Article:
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From natural hazard to disaster: academic to discuss the impact of poor urban planning at public talk

An expert on sustainable and resilient urbanism from Loughborough University will be discussing why there is nothing natural about ‘natural disasters’ at an event in Leicester next week.

The public talk, titled ‘Disaster Risk Reduction or Disaster Risk Production? Urban drivers of disasters’, will take place at the Central Baptist Church on Thursday 9 August.

The event is being led by Dr Ksenia Chmutina from the School of Architecture, Building and Civil Engineering.

Dr Chmutina researches whether cities can be sustainable and resilient under the pressures of urbanisation and climate change.

She argues that labelling disasters as ‘natural’ allows people to accept poor urban planning, which results in increased socio-economic inequalities, poorly regulated policies  and a lack of proactive adaption and mitigation to avoid detection of  future natural hazards.

Of the upcoming event, Dr Chmutina said: “In this talk, I will explain how natural hazards - such as floods, earthquakes or storms - turn into disasters, and what cities should consider in order to increase their resilience.

“This talk will not provide any technical solutions and silver bullets.

“Instead, I am hoping to encourage the audience to understand that poverty, political ideology, class and power relations are the root causes of vulnerabilities that turn natural hazards into disasters, making some more vulnerable than others.”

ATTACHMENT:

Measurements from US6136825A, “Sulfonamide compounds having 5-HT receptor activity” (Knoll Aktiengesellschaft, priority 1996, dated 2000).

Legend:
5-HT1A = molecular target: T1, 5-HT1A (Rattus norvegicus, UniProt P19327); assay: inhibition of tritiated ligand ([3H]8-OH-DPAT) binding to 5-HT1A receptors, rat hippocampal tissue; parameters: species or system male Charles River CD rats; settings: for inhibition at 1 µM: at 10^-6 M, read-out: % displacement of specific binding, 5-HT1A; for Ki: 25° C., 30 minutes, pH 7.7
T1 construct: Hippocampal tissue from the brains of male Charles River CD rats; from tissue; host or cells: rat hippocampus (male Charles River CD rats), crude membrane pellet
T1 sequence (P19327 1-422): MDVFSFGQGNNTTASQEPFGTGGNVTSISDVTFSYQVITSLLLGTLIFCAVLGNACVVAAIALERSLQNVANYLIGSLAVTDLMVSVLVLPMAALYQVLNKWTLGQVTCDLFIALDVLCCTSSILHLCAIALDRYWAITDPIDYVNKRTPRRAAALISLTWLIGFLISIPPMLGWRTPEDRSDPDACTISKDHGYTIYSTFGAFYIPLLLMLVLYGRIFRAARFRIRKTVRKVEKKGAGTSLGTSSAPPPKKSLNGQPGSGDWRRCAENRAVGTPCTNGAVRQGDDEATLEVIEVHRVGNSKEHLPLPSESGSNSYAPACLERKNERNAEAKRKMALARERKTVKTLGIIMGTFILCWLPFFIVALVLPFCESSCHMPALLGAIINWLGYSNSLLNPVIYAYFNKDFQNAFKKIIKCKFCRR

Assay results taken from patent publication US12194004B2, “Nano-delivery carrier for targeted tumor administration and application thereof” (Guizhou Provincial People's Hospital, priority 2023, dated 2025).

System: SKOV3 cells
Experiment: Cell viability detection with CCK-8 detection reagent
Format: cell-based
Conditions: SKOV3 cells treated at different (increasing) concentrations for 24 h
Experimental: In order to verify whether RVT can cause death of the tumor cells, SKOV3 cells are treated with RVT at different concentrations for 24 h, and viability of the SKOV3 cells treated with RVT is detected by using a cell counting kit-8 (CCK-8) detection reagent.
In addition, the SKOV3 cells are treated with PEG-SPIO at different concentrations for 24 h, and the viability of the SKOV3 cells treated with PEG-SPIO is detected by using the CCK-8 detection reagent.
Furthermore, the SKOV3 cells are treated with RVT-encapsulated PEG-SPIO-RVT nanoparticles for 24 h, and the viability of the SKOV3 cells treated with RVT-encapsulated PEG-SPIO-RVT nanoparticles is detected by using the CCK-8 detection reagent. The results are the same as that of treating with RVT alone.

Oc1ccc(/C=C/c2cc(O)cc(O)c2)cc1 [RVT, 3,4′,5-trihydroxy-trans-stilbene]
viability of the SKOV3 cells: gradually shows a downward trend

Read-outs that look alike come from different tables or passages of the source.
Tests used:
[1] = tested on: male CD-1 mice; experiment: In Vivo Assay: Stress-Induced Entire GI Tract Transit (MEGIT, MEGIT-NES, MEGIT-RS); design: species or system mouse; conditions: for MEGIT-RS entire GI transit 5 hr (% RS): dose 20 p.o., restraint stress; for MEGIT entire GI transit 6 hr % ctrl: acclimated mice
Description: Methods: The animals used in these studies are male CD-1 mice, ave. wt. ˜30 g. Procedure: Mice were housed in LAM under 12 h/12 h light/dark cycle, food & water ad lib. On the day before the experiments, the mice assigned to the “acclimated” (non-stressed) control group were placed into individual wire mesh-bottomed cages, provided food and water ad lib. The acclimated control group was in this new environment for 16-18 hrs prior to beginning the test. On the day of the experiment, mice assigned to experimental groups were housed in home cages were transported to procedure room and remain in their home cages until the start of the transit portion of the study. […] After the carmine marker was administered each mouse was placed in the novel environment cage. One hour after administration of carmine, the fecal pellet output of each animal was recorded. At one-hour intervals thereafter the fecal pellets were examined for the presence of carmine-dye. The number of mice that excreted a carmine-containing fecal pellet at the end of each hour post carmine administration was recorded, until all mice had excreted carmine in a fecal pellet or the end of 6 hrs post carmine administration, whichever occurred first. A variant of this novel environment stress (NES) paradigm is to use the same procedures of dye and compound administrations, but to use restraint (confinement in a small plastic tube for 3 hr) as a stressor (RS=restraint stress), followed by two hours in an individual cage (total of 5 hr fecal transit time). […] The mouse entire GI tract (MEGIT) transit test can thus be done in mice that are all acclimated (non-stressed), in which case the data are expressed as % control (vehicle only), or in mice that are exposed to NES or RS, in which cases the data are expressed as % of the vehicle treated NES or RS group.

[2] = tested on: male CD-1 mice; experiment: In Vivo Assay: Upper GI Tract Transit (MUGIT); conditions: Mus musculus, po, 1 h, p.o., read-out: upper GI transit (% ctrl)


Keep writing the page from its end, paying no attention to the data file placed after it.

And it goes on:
The talk will also feature a presentation from Jonathan Vann, Managing Director of Riverscape Environmental Consultants.

Jonathan will be providing a more localised perspective, giving an insight into the recent infrastructure investments in Leicestershire which plan to reduce the risk of flooding and improve the overall flood risk management.

He will also be exploring the wider benefits of introducing landscape elements such as trees, shrubs and ponds in urbanised environments such as cities for biodiversity enhancement, public access and riverside generation.

The talk is part of a series by Leicester Urban Observatory - a collaborative project between urban practitioners at Leicester City Council and academics from Loughborough University, De Montfort University and University of Leicester that aims to establish and develop a combined centre of excellence in urban studies and planning for Leicester.

The event is free to attend and will take place from 5:30pm-7pm. Those interested in attending can register on the dedicated event webpage

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